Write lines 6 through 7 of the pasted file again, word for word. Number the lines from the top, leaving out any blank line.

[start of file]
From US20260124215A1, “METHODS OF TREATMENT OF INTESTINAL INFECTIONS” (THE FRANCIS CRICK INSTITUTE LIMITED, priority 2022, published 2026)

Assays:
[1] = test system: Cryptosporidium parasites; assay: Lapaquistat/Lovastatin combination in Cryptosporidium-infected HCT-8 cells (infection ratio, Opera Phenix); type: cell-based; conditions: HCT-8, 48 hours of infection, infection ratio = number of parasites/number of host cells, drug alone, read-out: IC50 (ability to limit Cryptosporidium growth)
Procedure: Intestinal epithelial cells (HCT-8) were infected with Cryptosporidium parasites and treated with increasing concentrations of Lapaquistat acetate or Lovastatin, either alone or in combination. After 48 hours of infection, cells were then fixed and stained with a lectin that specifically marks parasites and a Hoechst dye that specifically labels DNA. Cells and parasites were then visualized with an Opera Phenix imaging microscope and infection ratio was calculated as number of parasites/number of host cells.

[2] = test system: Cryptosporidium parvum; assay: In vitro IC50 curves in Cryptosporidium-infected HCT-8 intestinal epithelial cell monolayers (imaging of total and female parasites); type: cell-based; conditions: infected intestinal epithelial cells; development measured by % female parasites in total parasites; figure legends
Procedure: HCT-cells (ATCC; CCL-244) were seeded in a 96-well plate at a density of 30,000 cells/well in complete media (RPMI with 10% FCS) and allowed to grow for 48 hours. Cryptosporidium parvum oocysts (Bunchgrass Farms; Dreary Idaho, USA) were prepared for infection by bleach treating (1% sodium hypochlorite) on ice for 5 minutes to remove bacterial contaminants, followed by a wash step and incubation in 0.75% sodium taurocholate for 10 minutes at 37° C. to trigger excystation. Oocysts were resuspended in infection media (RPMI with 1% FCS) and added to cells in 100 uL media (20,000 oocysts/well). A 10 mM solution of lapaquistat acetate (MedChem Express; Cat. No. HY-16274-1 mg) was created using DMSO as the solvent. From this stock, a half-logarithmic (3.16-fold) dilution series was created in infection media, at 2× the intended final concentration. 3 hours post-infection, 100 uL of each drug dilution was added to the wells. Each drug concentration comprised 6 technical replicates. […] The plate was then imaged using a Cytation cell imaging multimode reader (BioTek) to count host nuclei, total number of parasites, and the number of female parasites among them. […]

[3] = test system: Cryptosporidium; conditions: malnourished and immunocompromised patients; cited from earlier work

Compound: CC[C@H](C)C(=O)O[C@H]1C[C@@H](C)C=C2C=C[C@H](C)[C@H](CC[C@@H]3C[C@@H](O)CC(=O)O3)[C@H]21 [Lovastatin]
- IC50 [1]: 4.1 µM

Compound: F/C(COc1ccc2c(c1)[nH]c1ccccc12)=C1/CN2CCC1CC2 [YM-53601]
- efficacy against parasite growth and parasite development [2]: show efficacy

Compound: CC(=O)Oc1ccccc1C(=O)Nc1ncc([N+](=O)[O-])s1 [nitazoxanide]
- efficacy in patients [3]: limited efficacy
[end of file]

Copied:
Procedure: HCT-cells (ATCC; CCL-244) were seeded in a 96-well plate at a density of 30,000 cells/well in complete media (RPMI with 10% FCS) and allowed to grow for 48 hours. Cryptosporidium parvum oocysts (Bunchgrass Farms; Dreary Idaho, USA) were prepared for infection by bleach treating (1% sodium hypochlorite) on ice for 5 minutes to remove bacterial contaminants, followed by a wash step and incubation in 0.75% sodium taurocholate for 10 minutes at 37° C. to trigger excystation. Oocysts were resuspended in infection media (RPMI with 1% FCS) and added to cells in 100 uL media (20,000 oocysts/well). A 10 mM solution of lapaquistat acetate (MedChem Express; Cat. No. HY-16274-1 mg) was created using DMSO as the solvent. From this stock, a half-logarithmic (3.16-fold) dilution series was created in infection media, at 2× the intended final concentration. 3 hours post-infection, 100 uL of each drug dilution was added to the wells. Each drug concentration comprised 6 technical replicates. […] The plate was then imaged using a Cytation cell imaging multimode reader (BioTek) to count host nuclei, total number of parasites, and the number of female parasites among them. […]

[3] = test system: Cryptosporidium; conditions: malnourished and immunocompromised patients; cited from earlier work